How prepared are Americans for the DTV transition? It depends on whose survey data you believe.
Last week, Nielsen reported that 5.8 million U.S. households — or 5.1 percent of all homes — are still not ready for the upcoming transition to all-digital broadcasting. Meanwhile an NAB-sponsored survey finds that eight out of 10 American households have “taken action to ready their homes.”
“Nielsen’s measure of ‘complete’ unreadiness is inflated, because it does not account for people who have not installed their converter boxes yet or those who have coupons but have not yet redeemed them,” the NAB said in a statement. “Currently more than 10 million coupons are active but not yet redeemed, and NAB research shows that nearly 40 percent of converter box owners have yet to hook up their boxes. These viewers may be technically unready in the strictest sense, but they are not completely unready.”
For the record, the Albuquerque-Santa Fe market continues to be the least prepared, with more than 12 percent of households completely unready and at risk of losing all television programming if the transition occurred now.
In an attempt to dramatically reduce the numbers of unprepared, advertising continues. NAB TV station members are beginning to air revised viewer alerts with the new date, president David Rehr told the FCC last week. He also said the NAB is working to boost the capacity of call centers to take viewer phone calls.
In the Washington, D.C., area, broadcasters blanketed the Metro subway stations with the February date, and now industry and government must recast their advertisements and public service announcements.
FCC chairman Michael Copps encouraged broadcasters not to continue to use a countdown clock —an FCC requirement — unless they are planning on switching Feb. 17. Other stations should not start their clocks until 100 days before the date of the planned transition.
Last week, FCC commissioner Jonathan Adelstein said he wished to avoid a “wild west” scenario of stations moving on different dates and encouraged broadcasters to take a careful, considered approach on an individual market basis. Now, with the government’s action, that surely will not happen. Some predicted that more than half of all television stations in the nation may turn off analog prior to June 12.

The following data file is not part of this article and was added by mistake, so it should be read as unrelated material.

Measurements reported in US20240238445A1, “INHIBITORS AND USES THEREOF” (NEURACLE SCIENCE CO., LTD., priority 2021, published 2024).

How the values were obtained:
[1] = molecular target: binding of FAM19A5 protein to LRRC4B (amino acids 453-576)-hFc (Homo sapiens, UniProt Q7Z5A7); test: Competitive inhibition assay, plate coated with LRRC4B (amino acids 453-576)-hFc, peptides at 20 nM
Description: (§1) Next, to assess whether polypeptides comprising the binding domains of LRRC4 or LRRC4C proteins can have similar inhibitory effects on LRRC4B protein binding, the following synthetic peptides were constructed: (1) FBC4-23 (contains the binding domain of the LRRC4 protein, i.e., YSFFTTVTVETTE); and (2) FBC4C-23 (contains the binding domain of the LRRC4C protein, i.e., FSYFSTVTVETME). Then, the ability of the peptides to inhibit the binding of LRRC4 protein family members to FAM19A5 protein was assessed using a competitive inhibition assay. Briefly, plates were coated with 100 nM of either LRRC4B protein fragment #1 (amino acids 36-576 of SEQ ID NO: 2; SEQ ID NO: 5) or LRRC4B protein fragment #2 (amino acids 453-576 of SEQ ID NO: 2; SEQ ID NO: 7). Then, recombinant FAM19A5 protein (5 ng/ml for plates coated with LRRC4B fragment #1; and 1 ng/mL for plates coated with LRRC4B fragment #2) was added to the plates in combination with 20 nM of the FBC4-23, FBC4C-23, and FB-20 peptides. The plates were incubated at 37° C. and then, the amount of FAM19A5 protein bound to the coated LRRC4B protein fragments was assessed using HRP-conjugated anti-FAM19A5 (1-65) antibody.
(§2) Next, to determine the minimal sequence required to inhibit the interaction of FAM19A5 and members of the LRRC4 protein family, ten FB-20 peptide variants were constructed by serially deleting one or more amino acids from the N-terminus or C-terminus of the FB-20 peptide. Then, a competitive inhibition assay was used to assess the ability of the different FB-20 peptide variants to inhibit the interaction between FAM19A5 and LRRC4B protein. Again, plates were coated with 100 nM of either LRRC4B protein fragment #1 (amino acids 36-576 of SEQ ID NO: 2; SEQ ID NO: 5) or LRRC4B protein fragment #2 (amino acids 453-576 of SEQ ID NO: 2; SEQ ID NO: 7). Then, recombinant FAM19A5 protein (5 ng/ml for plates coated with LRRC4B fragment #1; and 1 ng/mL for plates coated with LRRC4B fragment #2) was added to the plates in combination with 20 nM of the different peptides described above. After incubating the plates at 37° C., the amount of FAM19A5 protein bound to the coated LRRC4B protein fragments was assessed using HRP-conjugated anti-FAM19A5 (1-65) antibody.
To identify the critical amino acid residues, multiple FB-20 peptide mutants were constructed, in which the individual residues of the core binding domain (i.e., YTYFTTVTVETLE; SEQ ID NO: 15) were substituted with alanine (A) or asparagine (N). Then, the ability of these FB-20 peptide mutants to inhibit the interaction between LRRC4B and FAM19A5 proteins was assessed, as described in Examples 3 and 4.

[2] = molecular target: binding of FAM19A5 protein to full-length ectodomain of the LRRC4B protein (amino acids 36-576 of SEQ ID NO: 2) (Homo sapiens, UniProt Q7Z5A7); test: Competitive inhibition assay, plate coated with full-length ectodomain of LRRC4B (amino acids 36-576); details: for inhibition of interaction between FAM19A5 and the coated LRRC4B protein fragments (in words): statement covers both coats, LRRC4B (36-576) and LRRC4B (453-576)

Copps conceded the transition will not be seamless. Republican commissioner Robert McDowell went further, saying the transition will be “messy, regardless of when it happens.”
To counter these findings, a new poll released by the National Association of Broadcasters (NAB) states that more than eight out of 10 American households that will be most impacted by the impending switchover to digital television have taken action to ready their homes.
A national telephone survey of 2650 households conducted Jan. 2-6 found that 82 percent of over-the-air (OTA) television households have either researched their options in getting DTV, applied for a converter box coupon or completed their upgrade to DTV. Among OTA households that are currently receiving digital signals, 76 percent reported an improvement in the quality of their television reception.
Awareness of the DTV transition nationally is at 97 percent, with those households either “aware that TV is switching to digital, knowledgeable that the transition will impact over-the-air signals or able to previously identify the correct transition date.” The margin of sampling error is +/- 2 percent.
The poll, commissioned by the NAB, was conducted by SmithGeiger and is part of the industry’s $1 billion DTV education campaign.
Federal law requires all full-power television stations to switch to all-digital broadcasting by June 12, 2009. Consumers who receive free over-the-air signals on analog TV sets can upgrade to DTV with a converter box, digital TV set or pay-TV subscription.